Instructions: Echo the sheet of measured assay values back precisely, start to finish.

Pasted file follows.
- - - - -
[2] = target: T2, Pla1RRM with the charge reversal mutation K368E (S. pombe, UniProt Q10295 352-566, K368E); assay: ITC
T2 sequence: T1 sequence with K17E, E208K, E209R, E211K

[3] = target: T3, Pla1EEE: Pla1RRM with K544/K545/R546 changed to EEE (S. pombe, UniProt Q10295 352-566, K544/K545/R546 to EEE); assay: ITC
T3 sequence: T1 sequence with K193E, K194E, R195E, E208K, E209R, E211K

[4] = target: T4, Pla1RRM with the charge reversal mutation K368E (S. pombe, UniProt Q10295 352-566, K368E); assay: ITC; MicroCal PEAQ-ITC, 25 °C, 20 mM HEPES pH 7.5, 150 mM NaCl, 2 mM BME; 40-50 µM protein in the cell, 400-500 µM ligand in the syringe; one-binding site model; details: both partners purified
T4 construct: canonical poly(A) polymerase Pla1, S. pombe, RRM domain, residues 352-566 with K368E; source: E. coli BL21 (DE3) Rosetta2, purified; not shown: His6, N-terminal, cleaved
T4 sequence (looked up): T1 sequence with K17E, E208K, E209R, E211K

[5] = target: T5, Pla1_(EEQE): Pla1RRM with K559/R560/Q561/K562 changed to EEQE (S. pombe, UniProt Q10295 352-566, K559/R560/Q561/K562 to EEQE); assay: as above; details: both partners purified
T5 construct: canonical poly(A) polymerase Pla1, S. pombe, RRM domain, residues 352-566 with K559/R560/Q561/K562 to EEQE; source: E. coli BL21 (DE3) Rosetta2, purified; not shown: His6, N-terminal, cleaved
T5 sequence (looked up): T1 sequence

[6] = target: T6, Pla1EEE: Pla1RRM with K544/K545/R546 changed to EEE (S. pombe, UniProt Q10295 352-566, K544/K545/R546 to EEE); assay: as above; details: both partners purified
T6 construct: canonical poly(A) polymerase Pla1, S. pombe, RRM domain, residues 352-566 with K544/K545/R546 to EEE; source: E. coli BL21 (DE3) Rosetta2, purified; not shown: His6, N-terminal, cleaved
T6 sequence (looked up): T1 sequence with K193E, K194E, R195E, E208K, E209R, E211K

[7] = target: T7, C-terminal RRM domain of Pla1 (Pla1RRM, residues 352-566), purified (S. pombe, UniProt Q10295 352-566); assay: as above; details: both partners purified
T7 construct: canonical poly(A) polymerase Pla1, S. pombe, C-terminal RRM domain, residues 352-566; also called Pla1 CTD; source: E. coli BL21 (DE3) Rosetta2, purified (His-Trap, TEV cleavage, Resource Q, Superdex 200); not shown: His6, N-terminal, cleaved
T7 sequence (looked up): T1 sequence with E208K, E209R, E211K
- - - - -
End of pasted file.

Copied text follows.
[2] = target: T2, Pla1RRM with the charge reversal mutation K368E (S. pombe, UniProt Q10295 352-566, K368E); assay: ITC
T2 sequence: T1 sequence with K17E, E208K, E209R, E211K

[3] = target: T3, Pla1EEE: Pla1RRM with K544/K545/R546 changed to EEE (S. pombe, UniProt Q10295 352-566, K544/K545/R546 to EEE); assay: ITC
T3 sequence: T1 sequence with K193E, K194E, R195E, E208K, E209R, E211K

[4] = target: T4, Pla1RRM with the charge reversal mutation K368E (S. pombe, UniProt Q10295 352-566, K368E); assay: ITC; MicroCal PEAQ-ITC, 25 °C, 20 mM HEPES pH 7.5, 150 mM NaCl, 2 mM BME; 40-50 µM protein in the cell, 400-500 µM ligand in the syringe; one-binding site model; details: both partners purified
T4 construct: canonical poly(A) polymerase Pla1, S. pombe, RRM domain, residues 352-566 with K368E; source: E. coli BL21 (DE3) Rosetta2, purified; not shown: His6, N-terminal, cleaved
T4 sequence (looked up): T1 sequence with K17E, E208K, E209R, E211K

[5] = target: T5, Pla1_(EEQE): Pla1RRM with K559/R560/Q561/K562 changed to EEQE (S. pombe, UniProt Q10295 352-566, K559/R560/Q561/K562 to EEQE); assay: as above; details: both partners purified
T5 construct: canonical poly(A) polymerase Pla1, S. pombe, RRM domain, residues 352-566 with K559/R560/Q561/K562 to EEQE; source: E. coli BL21 (DE3) Rosetta2, purified; not shown: His6, N-terminal, cleaved
T5 sequence (looked up): T1 sequence

[6] = target: T6, Pla1EEE: Pla1RRM with K544/K545/R546 changed to EEE (S. pombe, UniProt Q10295 352-566, K544/K545/R546 to EEE); assay: as above; details: both partners purified
T6 construct: canonical poly(A) polymerase Pla1, S. pombe, RRM domain, residues 352-566 with K544/K545/R546 to EEE; source: E. coli BL21 (DE3) Rosetta2, purified; not shown: His6, N-terminal, cleaved
T6 sequence (looked up): T1 sequence with K193E, K194E, R195E, E208K, E209R, E211K

[7] = target: T7, C-terminal RRM domain of Pla1 (Pla1RRM, residues 352-566), purified (S. pombe, UniProt Q10295 352-566); assay: as above; details: both partners purified
T7 construct: canonical poly(A) polymerase Pla1, S. pombe, C-terminal RRM domain, residues 352-566; also called Pla1 CTD; source: E. coli BL21 (DE3) Rosetta2, purified (His-Trap, TEV cleavage, Resource Q, Superdex 200); not shown: His6, N-terminal, cleaved
T7 sequence (looked up): T1 sequence with E208K, E209R, E211K